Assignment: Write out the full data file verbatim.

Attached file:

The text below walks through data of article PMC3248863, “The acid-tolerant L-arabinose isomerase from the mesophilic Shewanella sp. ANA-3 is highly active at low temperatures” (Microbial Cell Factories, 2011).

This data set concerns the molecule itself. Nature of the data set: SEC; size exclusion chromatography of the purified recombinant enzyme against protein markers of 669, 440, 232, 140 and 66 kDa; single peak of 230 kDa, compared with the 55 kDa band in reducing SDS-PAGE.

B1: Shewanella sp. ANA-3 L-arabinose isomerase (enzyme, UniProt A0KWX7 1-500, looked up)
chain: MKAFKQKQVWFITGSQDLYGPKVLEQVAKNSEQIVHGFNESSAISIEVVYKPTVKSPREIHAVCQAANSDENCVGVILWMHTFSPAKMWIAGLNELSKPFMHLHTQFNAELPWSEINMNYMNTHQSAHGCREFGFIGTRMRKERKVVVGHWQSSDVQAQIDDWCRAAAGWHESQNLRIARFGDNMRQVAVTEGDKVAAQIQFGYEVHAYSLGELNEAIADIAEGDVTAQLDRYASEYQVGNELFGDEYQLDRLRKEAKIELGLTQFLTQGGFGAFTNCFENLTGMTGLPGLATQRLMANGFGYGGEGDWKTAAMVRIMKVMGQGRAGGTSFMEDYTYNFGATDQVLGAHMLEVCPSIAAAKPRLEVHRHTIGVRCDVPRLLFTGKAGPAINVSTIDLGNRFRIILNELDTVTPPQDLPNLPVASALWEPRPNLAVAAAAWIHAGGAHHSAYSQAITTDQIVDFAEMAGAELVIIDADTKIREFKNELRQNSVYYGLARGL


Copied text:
The text below walks through data of article PMC3248863, “The acid-tolerant L-arabinose isomerase from the mesophilic Shewanella sp. ANA-3 is highly active at low temperatures” (Microbial Cell Factories, 2011).

This data set concerns the molecule itself. Nature of the data set: SEC; size exclusion chromatography of the purified recombinant enzyme against protein markers of 669, 440, 232, 140 and 66 kDa; single peak of 230 kDa, compared with the 55 kDa band in reducing SDS-PAGE.

B1: Shewanella sp. ANA-3 L-arabinose isomerase (enzyme, UniProt A0KWX7 1-500, looked up)
chain: MKAFKQKQVWFITGSQDLYGPKVLEQVAKNSEQIVHGFNESSAISIEVVYKPTVKSPREIHAVCQAANSDENCVGVILWMHTFSPAKMWIAGLNELSKPFMHLHTQFNAELPWSEINMNYMNTHQSAHGCREFGFIGTRMRKERKVVVGHWQSSDVQAQIDDWCRAAAGWHESQNLRIARFGDNMRQVAVTEGDKVAAQIQFGYEVHAYSLGELNEAIADIAEGDVTAQLDRYASEYQVGNELFGDEYQLDRLRKEAKIELGLTQFLTQGGFGAFTNCFENLTGMTGLPGLATQRLMANGFGYGGEGDWKTAAMVRIMKVMGQGRAGGTSFMEDYTYNFGATDQVLGAHMLEVCPSIAAAKPRLEVHRHTIGVRCDVPRLLFTGKAGPAINVSTIDLGNRFRIILNELDTVTPPQDLPNLPVASALWEPRPNLAVAAAAWIHAGGAHHSAYSQAITTDQIVDFAEMAGAELVIIDADTKIREFKNELRQNSVYYGLARGL